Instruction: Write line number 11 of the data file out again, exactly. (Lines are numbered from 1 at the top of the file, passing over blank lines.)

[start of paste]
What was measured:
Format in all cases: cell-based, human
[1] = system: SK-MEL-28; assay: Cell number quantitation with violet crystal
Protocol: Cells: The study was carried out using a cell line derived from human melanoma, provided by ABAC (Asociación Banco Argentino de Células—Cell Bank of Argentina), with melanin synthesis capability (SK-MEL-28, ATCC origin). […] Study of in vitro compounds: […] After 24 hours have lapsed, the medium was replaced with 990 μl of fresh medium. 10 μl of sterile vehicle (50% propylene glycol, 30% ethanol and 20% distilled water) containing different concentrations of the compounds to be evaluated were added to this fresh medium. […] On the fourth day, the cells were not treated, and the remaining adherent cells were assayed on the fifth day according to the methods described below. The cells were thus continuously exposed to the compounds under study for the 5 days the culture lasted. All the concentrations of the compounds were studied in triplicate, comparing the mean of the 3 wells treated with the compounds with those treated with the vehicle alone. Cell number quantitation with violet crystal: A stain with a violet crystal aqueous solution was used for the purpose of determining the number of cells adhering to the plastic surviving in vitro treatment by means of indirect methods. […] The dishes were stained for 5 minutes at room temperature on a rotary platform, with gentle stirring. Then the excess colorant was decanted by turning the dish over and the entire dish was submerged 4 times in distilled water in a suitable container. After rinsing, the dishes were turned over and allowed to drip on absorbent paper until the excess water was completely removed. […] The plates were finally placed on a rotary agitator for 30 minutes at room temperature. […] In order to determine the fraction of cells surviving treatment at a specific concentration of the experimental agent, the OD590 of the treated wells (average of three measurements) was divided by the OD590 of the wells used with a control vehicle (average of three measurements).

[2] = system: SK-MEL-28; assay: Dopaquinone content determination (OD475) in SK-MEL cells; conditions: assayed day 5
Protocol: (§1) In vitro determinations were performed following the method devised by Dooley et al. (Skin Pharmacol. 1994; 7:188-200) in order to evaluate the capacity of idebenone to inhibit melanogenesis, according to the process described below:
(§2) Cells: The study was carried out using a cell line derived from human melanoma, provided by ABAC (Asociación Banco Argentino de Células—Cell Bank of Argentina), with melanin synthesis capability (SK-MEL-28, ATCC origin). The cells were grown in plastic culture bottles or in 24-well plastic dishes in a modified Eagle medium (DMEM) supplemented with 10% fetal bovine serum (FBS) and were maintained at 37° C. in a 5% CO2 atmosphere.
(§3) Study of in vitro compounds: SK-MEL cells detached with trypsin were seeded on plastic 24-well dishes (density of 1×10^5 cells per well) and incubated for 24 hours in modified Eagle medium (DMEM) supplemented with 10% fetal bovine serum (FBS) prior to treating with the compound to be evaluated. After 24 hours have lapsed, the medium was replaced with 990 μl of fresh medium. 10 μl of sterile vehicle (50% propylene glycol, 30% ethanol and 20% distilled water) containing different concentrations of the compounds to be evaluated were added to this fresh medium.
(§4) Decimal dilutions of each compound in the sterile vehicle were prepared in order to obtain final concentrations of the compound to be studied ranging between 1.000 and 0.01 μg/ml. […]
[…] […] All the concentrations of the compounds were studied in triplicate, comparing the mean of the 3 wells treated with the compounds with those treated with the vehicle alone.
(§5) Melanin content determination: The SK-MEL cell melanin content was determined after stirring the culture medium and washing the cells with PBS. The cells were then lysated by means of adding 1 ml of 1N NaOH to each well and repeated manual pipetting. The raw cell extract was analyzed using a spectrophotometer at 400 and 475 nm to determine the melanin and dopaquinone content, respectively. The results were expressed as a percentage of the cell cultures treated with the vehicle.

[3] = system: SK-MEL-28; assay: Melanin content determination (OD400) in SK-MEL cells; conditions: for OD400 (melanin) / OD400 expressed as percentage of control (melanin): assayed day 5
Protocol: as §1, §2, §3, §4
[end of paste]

(§5) Melanin content determination: The SK-MEL cell melanin content was determined after stirring the culture medium and washing the cells with PBS. The cells were then lysated by means of adding 1 ml of 1N NaOH to each well and repeated manual pipetting. The raw cell extract was analyzed using a spectrophotometer at 400 and 475 nm to determine the melanin and dopaquinone content, respectively. The results were expressed as a percentage of the cell cultures treated with the vehicle.